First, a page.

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continental shelves

Continental Shelf
Image: National Geographic/NOAA

Continental Shelf

Did you know a continent stretches past its coastline? This gently sloping, underwater landmass is the continental shelf. The relatively shallow, sunny, and nutrient-rich waters above the shelf are alive with all the ocean’s plants and many sea creatures.

Discover how the continental shelves were formed — and what treasures lie within.

National Geographic
Continental Shelves

Continental Shelves

Because of lots of sunlight and nutrient-rich sediment, the shallow waters of continental shelves are home to many aquatic plants and animals. Get more facts here. More...

Article
MarineBio.org
Exploring Ocean Life with an Underwater Vehicle

Exploring Ocean Life with an Underwater Vehicle

How do ocean processes affect marine life? Researchers use a REMUS vehicle to explore the Atlantic shelfbreak, the boundary between the continental shelf and continental slope. More...

Video
Ocean Portal
Extended Continental Shelf Project 2010

Extended Continental Shelf Project 2010

Scientists take 2 icebreakers to the Arctic Ocean to define the limits of the extended continental shelf. Click on the slideshow to see photos from their 5-week expedition. More...

Images
Ocean Explorer
Who Owns the Arctic Ocean?

Who Owns the Arctic Ocean?

Experts believe a treasure trove of energy and mineral resources lies beneath the Arctic Ocean, but who can claim it? It all depends on each nation’s continental shelf. More...

Article
Geology.com
Continental Shelf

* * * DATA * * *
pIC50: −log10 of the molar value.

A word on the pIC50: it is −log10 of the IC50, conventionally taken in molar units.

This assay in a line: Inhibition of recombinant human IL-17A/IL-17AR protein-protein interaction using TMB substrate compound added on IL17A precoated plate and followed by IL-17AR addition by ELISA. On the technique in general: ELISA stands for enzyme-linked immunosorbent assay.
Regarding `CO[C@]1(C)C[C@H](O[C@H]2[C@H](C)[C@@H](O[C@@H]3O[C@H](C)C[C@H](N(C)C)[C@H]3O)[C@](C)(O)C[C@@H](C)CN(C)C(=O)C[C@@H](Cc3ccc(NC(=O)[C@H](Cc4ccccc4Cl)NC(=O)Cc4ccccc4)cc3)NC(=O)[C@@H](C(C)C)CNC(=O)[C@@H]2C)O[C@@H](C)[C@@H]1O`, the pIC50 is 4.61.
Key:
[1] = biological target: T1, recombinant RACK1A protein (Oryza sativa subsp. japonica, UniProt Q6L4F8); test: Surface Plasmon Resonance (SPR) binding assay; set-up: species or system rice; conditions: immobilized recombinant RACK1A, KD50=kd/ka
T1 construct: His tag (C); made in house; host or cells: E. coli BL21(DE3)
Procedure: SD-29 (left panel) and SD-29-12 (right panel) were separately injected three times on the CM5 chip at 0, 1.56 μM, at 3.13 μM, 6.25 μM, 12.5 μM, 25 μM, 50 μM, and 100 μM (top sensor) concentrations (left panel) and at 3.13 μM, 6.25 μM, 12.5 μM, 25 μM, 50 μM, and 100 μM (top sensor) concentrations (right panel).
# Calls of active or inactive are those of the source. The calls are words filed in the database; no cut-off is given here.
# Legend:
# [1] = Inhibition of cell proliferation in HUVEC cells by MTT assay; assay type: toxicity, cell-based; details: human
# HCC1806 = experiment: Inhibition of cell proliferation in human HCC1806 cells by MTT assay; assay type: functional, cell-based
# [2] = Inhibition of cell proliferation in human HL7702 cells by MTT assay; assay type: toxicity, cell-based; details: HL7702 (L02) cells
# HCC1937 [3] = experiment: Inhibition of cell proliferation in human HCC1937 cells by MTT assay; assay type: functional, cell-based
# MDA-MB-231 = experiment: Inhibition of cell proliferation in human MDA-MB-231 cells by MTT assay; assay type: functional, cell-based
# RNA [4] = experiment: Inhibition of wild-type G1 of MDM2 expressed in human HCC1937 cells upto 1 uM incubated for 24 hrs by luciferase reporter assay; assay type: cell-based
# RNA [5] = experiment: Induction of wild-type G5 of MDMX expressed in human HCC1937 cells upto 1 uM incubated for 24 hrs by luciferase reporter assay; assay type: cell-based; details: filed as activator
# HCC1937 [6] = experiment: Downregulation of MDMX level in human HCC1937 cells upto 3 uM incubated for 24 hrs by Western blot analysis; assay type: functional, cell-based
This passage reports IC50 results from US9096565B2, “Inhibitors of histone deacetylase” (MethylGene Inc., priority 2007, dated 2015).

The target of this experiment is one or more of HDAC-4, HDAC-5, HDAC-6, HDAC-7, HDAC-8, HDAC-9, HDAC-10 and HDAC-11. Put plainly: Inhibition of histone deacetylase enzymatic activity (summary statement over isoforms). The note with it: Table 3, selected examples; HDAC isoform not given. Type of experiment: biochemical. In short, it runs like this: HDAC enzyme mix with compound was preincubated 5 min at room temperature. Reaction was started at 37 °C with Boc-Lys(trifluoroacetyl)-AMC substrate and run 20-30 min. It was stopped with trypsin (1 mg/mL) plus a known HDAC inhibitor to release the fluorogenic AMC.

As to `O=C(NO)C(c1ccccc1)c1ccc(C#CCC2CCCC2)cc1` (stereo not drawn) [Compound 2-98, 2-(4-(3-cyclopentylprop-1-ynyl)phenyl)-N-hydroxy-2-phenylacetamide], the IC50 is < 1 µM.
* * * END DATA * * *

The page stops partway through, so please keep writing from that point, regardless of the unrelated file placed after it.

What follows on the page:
Continental Shelf

Continental shelves take up only about 7% of the ocean floor. Learn how this gently sloping landmass was formed and where the widest and narrowest shelves are. More...

Article
Science Encyclopedia
Oil Drilling on the Arctic Ocean’s Outer Continental Shelf

Oil Drilling on the Arctic Ocean’s Outer Continental Shelf

Is there a safe way to drill for oil on Alaska’s Outer Continental Shelf? Find out why environmentalists are concerned about the impact of offshore drilling on marine life. More...

Article
Scientific American
Polar Research: Trouble Bares Its Claws

Polar Research: Trouble Bares Its Claws

Warmer waters, possibly caused by climate change, have brought crabs to Antarctica’s continental shelf. Will these natural invaders wipe out many species and upset this delicate ecosystem? More...

Article
Nature
Why Are Waves on the U.S. West Coast Larger than on the East Coast?

Why Are Waves on the U.S. West Coast Larger than on the East Coast?

The continental shelf is one of the primary factors that determine a wave's height. Explore it and the other two factors. More...

Article
HowStuffWorks

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